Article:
Much of this material, as explained by Jung, represents the phenomena of our unconscious that harbors a whole menagerie of were-wolves, demons, malefic and beneficent gods. These are, as Jung says, "things which have affected man most profoundly." These produce the numinosum (from the Latin numen: a divine or presiding spirit). When these images rise to consciousness without conscious control the mind may be swamped by them and so one is unable to integrate the energy content thereof. In that case one has, at best, merely been to an astral picture show, though there may be some benefit derived from the drama, even as we have all come away from a movie with a deeper appreciation of some aspect of life portrayed. In a catharsis, however, the energy is thrown off in the emotional upheaval and serves no good in respect to integrating the energy. But if one only wants a mental understanding, then this will serve well enough, and because a portion of the energy bound up in the unconscious complex has been spent, one may feel relieved, or maybe empty and let down. Some of the inner pressure will be off, at any rate, even though the energy is gone. This is the best way for someone who is not seeking integration for the purposes of psychic development or psychic powers. One cannot put new wine in old bottles without expecting something to have to give, so a period of psychic purification is required by a teacher or school before teaching the student how to integrate energy. To this end analytical psychology serves the Western student best for purposes of harmonious co.-ordination of the personality with the unconscious psyche.
The aspirant seeking to develop by means of the Hermetic Art, however, will also be interested in integrating the energy. It is not enough to him to merely understand what the images signify, and, by having his dreams and visions analyzed come to peace with his inner conflicts. It is not enough to him to undergo a catharsis and be able to throw off the energy and thus be relieved of the pressure from the unconscious. It is here that there is some difference in Jung’s analytical method and the methodology of the practical (i.e., magical) Qabalah. But Jung must have also understood the process of integration of energy, as is well documented by him in his thorough research into Alchemy. One of the best books one can read on psychic energy is Psychic Energy, Its Source and Goal by Dr. M. Esther Harding, who was a student of Jung’s. Outside of Dion Fortune’s books, I have found nothing written in occult circles (nor in those schools that do not identify with occultism) in regard to the integration of energy, to equal this book of Dr. Harding’s. In this book is a chapter on Alchemy that is the best I have read, save for The Philosopher’s Stone by Dr. Israel Regardie.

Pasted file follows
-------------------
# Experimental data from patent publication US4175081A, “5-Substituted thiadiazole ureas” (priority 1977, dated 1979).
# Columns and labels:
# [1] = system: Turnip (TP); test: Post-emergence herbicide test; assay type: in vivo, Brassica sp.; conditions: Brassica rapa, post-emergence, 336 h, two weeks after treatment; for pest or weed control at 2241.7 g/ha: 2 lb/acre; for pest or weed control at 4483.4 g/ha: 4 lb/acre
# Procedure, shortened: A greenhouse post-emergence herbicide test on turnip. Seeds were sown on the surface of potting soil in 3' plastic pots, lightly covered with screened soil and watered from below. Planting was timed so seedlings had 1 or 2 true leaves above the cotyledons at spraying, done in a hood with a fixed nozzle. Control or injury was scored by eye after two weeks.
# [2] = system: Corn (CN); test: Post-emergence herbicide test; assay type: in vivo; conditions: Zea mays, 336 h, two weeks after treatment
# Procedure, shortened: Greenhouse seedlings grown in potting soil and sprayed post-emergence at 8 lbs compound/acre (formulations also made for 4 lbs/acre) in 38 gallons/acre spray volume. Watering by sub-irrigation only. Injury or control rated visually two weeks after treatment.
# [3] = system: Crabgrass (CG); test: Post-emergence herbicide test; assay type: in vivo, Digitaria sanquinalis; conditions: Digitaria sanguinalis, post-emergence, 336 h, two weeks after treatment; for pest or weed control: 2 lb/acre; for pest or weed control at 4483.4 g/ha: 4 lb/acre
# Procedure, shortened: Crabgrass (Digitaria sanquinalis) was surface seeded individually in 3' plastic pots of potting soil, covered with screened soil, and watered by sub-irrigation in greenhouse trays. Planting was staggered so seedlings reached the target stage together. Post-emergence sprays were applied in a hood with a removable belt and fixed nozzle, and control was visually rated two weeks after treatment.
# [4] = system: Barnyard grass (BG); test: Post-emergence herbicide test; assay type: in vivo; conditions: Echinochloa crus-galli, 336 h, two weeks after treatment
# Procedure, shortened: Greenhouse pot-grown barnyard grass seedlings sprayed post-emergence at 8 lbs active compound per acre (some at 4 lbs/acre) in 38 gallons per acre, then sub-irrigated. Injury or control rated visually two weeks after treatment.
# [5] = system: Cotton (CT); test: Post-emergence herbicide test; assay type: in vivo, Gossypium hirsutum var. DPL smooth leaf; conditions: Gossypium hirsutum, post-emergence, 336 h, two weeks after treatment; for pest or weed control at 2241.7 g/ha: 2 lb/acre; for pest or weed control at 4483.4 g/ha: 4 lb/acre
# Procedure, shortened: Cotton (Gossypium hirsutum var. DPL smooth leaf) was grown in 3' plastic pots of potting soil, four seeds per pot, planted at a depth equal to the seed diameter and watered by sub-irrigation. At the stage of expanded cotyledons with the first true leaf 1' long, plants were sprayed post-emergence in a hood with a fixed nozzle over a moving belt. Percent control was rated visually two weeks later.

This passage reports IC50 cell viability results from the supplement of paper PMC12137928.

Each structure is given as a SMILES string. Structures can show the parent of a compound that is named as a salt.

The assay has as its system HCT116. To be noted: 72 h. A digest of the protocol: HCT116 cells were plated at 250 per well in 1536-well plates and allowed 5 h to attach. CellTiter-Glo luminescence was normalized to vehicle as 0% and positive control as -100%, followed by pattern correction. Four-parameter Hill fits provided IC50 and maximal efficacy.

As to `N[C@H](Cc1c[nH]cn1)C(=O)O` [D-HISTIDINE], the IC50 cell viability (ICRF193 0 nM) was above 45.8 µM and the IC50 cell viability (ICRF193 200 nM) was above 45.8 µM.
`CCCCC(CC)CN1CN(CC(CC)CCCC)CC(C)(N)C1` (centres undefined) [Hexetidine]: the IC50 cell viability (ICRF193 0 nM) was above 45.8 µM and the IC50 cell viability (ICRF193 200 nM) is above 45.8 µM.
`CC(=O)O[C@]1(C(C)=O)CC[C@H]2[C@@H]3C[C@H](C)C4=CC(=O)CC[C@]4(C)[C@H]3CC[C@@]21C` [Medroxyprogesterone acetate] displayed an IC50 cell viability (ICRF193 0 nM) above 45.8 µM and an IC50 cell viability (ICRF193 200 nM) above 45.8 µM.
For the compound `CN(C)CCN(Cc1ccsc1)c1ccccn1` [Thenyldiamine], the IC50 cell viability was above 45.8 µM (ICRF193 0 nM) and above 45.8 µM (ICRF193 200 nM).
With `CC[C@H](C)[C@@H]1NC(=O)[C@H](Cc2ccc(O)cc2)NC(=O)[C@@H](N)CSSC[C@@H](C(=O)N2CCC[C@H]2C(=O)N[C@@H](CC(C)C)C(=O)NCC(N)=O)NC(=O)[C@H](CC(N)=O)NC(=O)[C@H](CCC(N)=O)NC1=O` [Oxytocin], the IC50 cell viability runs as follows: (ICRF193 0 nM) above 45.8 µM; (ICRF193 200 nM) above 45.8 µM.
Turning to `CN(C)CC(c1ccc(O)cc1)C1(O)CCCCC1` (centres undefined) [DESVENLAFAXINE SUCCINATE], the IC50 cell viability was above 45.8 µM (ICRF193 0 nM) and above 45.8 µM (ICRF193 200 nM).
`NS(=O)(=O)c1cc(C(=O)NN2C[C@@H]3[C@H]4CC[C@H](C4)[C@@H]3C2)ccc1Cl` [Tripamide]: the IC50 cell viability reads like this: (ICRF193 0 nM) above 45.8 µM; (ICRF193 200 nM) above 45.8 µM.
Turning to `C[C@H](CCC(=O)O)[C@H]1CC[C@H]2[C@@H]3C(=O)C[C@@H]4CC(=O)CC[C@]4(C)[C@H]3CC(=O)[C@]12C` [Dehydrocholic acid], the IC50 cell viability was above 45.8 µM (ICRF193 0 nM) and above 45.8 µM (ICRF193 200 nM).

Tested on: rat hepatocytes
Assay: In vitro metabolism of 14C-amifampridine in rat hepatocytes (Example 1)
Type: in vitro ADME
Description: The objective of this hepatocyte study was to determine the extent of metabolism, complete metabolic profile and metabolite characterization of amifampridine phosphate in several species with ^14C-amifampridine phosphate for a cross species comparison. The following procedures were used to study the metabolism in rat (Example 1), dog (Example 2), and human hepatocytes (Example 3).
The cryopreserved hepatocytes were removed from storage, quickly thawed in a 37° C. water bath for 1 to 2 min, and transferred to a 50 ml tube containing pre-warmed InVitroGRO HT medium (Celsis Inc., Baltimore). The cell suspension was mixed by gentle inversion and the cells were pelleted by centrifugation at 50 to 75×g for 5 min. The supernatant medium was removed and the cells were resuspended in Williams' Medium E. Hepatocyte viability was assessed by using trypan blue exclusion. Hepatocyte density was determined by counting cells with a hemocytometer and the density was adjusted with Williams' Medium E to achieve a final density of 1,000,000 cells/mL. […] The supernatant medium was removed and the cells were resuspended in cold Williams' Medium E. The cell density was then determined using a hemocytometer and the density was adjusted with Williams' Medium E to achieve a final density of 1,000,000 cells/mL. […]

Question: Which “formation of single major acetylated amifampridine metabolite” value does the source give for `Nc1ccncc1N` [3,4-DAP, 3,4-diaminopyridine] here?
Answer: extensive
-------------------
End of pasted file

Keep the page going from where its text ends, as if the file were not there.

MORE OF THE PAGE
I must add here that because Jung has said that the psyche is a closed system, with the energy sometimes flowing from the unconscious to the conscious and vice versa, one may assume a wrong impression about the displacement of energy in a catharsis. The Qabalah can help to explain this more clearly. Malkuth is not included in any triad. If energy is flowing from Kether to Malkuth, it (the energy) must round Malkuth to be effective. They say in Qabalistic terminology that Malkuth is the fallen sphere. The play The Dybbuk reminds us, however, that:
Wherefore, 0 wherefore